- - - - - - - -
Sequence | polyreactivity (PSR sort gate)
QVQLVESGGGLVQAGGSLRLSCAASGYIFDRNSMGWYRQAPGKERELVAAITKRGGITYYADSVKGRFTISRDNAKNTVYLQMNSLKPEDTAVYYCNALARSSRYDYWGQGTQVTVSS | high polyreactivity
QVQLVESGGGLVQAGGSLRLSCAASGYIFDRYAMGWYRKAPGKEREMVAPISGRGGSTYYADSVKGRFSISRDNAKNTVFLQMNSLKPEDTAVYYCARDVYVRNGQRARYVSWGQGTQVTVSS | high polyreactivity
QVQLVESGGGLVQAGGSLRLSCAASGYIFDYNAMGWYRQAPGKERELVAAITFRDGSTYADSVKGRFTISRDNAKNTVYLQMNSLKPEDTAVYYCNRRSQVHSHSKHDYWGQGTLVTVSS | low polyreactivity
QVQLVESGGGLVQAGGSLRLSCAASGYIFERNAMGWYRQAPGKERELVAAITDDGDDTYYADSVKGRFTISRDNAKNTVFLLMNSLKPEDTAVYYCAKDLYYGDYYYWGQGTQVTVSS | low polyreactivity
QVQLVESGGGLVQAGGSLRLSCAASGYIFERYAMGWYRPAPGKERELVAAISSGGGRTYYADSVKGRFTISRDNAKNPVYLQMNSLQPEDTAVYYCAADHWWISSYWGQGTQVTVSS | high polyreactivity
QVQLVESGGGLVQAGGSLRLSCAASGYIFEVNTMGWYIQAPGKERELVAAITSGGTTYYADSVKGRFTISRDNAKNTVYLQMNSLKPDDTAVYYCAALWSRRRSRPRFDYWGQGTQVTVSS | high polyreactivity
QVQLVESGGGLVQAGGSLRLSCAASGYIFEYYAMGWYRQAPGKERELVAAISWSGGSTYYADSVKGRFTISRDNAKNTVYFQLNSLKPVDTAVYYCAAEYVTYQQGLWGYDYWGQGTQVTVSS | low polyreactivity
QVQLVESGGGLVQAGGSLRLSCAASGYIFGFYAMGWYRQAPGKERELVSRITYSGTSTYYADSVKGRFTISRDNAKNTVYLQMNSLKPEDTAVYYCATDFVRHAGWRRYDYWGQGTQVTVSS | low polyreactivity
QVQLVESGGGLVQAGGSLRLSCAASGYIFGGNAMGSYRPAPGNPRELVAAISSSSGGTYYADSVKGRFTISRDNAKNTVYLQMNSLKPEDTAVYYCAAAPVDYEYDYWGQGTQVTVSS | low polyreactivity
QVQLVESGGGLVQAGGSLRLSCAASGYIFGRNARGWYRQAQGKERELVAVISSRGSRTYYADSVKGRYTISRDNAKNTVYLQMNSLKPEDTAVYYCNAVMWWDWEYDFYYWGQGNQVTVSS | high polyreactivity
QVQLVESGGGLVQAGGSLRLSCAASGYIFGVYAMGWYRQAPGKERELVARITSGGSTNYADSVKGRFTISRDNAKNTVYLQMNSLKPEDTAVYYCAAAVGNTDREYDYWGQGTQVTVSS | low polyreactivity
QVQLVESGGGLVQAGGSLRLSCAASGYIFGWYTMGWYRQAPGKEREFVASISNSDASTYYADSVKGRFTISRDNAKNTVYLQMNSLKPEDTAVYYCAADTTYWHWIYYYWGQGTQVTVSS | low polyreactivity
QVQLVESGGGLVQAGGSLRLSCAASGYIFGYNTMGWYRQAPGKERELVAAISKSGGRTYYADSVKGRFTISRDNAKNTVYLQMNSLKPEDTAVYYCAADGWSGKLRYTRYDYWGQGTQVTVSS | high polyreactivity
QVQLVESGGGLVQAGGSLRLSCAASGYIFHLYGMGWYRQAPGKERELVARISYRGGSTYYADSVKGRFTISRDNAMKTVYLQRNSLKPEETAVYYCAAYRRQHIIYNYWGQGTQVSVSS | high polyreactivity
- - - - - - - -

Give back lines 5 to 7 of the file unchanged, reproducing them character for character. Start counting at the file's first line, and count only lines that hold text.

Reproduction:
QVQLVESGGGLVQAGGSLRLSCAASGYIFERNAMGWYRQAPGKERELVAAITDDGDDTYYADSVKGRFTISRDNAKNTVFLLMNSLKPEDTAVYYCAKDLYYGDYYYWGQGTQVTVSS | low polyreactivity
QVQLVESGGGLVQAGGSLRLSCAASGYIFERYAMGWYRPAPGKERELVAAISSGGGRTYYADSVKGRFTISRDNAKNPVYLQMNSLQPEDTAVYYCAADHWWISSYWGQGTQVTVSS | high polyreactivity
QVQLVESGGGLVQAGGSLRLSCAASGYIFEVNTMGWYIQAPGKERELVAAITSGGTTYYADSVKGRFTISRDNAKNTVYLQMNSLKPDDTAVYYCAALWSRRRSRPRFDYWGQGTQVTVSS | high polyreactivity